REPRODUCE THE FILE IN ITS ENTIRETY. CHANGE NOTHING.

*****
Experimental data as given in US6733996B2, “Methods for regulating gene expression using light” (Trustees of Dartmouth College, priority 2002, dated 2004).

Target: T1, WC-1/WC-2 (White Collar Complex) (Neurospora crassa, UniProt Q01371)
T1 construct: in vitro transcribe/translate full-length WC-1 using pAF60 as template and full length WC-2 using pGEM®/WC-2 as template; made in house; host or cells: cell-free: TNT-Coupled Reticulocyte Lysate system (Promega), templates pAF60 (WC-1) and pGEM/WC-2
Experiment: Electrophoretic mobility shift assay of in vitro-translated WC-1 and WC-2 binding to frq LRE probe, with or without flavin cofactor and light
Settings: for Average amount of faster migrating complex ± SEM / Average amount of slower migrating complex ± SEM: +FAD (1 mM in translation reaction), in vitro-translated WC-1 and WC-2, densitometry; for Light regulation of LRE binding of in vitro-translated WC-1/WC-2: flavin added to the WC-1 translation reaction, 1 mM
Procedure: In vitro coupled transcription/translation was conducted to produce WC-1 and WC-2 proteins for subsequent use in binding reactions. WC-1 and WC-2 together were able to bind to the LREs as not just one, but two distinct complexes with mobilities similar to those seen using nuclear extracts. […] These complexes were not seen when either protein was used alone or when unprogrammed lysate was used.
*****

Experimental data as given in US6733996B2, “Methods for regulating gene expression using light” (Trustees of Dartmouth College, priority 2002, dated 2004).

Target: T1, WC-1/WC-2 (White Collar Complex) (Neurospora crassa, UniProt Q01371)
T1 construct: in vitro transcribe/translate full-length WC-1 using pAF60 as template and full length WC-2 using pGEM®/WC-2 as template; made in house; host or cells: cell-free: TNT-Coupled Reticulocyte Lysate system (Promega), templates pAF60 (WC-1) and pGEM/WC-2
Experiment: Electrophoretic mobility shift assay of in vitro-translated WC-1 and WC-2 binding to frq LRE probe, with or without flavin cofactor and light
Settings: for Average amount of faster migrating complex ± SEM / Average amount of slower migrating complex ± SEM: +FAD (1 mM in translation reaction), in vitro-translated WC-1 and WC-2, densitometry; for Light regulation of LRE binding of in vitro-translated WC-1/WC-2: flavin added to the WC-1 translation reaction, 1 mM
Procedure: In vitro coupled transcription/translation was conducted to produce WC-1 and WC-2 proteins for subsequent use in binding reactions. WC-1 and WC-2 together were able to bind to the LREs as not just one, but two distinct complexes with mobilities similar to those seen using nuclear extracts. […] These complexes were not seen when either protein was used alone or when unprogrammed lysate was used.